Free tax strategy tele-workshop offered Alzheimer Society of B.C.
Tax season may bring some good news for local families living with dementia.
Caregivers and people with dementia may qualify for additional tax credits that can save them money.
They can find out how to claim the credits, and get other income tax tips, through a free tele-workshop offered by the non-profit Alzheimer Society of B.C.
Certified financial planner Catherine Laird will lead the two-hour session, entitled Understanding Tax Credits, Income Splitting and Estate Planning for People with Dementia, on Thursday (February 13) at 7 p.m.
Laird, with Investors Group Financial Services Inc., is a member of the Elder Friendly Community Network in Victoria.
For more than 20 years she has worked with seniors and their families to ensure that their financial affairs are set up for their benefit and protection.
During the tele-workshop, she will explain tax benefits available to caregivers and people with dementia, such as the disability tax credit and the reimbursement of some medical expenses.
She will also show local families how to utilize income splitting strategies, and explain some of the key elements of trusts and estate planning.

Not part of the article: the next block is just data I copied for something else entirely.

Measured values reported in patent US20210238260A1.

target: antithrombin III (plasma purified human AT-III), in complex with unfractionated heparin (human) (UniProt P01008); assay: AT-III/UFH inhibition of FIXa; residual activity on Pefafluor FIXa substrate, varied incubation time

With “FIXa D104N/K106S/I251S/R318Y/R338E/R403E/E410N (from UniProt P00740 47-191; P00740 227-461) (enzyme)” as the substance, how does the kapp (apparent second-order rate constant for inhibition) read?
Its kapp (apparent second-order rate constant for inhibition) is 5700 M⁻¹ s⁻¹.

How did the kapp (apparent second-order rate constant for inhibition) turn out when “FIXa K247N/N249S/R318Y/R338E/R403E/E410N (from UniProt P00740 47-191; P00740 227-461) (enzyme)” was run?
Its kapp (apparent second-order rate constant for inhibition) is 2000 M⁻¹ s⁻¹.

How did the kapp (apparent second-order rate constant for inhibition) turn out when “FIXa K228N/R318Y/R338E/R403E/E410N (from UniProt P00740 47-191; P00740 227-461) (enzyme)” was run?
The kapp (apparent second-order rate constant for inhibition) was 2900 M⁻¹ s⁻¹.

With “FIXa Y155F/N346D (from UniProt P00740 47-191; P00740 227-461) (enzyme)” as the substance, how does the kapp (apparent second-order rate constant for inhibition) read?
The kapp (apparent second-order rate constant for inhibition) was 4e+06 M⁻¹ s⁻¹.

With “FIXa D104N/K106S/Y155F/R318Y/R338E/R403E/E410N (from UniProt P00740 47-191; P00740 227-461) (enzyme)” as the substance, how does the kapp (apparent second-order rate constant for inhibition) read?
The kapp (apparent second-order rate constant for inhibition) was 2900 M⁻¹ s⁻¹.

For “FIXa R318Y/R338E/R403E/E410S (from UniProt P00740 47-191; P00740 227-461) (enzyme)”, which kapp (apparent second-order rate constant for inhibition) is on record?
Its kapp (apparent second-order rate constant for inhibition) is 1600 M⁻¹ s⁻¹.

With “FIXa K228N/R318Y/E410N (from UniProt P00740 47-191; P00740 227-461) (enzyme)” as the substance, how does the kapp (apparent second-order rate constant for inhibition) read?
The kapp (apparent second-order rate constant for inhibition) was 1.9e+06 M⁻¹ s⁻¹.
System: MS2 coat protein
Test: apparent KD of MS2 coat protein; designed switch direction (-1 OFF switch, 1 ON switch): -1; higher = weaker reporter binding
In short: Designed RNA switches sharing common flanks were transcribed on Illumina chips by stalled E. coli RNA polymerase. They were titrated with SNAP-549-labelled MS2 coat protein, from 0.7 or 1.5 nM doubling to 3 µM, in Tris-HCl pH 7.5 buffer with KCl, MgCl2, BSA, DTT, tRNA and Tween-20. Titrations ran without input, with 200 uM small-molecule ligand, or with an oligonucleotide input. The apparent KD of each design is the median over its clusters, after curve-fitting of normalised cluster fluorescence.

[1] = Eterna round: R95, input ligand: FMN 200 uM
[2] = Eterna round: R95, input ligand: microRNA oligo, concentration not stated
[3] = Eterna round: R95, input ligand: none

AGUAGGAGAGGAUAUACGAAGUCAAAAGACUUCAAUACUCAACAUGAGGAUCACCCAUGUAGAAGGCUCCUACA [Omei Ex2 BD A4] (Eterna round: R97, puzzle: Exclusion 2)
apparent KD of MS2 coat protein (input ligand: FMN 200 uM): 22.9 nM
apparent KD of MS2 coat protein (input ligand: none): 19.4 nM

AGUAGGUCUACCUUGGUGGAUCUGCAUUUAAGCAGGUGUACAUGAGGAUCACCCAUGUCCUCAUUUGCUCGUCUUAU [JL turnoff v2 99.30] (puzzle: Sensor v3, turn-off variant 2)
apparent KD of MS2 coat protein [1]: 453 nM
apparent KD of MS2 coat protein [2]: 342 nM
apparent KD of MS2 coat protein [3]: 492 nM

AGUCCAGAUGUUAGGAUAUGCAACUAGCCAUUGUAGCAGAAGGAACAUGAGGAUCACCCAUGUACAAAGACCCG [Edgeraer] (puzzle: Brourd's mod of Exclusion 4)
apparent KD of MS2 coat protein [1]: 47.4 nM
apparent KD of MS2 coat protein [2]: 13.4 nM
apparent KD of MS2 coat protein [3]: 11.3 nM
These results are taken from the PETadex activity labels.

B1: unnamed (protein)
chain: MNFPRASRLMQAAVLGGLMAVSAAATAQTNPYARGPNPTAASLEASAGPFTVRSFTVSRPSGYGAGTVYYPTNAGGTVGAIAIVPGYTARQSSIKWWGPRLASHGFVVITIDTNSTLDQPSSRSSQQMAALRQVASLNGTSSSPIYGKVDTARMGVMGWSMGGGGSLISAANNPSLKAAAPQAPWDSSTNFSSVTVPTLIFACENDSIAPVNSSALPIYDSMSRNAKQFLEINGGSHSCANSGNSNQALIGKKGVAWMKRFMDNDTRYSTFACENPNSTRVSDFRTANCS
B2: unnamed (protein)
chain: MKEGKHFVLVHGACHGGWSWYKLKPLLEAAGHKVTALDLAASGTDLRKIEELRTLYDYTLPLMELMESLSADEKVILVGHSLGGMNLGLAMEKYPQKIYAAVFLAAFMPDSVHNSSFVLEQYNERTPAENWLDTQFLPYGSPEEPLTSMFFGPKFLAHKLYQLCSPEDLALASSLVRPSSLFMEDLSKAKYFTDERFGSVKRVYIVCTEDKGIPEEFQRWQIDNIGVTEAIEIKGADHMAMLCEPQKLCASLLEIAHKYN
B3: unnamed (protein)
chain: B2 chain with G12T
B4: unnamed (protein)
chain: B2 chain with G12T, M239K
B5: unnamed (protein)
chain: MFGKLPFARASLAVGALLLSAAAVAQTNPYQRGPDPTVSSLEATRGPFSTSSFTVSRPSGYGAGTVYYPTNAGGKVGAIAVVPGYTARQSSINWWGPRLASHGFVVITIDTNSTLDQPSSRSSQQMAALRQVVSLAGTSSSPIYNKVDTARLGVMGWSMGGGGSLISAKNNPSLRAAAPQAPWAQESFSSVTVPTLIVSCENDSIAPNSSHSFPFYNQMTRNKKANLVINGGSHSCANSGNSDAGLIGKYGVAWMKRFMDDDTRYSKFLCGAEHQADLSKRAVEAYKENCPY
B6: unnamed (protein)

Connecting to the session is as easy as visiting momentum.adobeconnect.com/alzheimerbc or phoning toll-free 1-866-994-7745, then entering pass code 1122333 when prompted.
Tele-workshops are learning sessions designed for family caregivers, but are also open to health-care providers.
Recognizing that many caregivers are unable to attend in-person workshops, the sessions can be accessed via telephone or/and via your computer to watch the live presentation online.
At the end of the tele-workshop, participants have an opportunity to ask questions and share with others who are in similar situations.
For more information about other upcoming tele-workshops or to view shortened recordings of past sessions go to www.alzheimerbc.org/We-Can-Help/Telephone-Workshops.aspx.
For more information on Alzheimer’s disease and other dementias, which affect one in 11 Canadians over the age of 65, visit the Society website at www.alzheimerbc.org.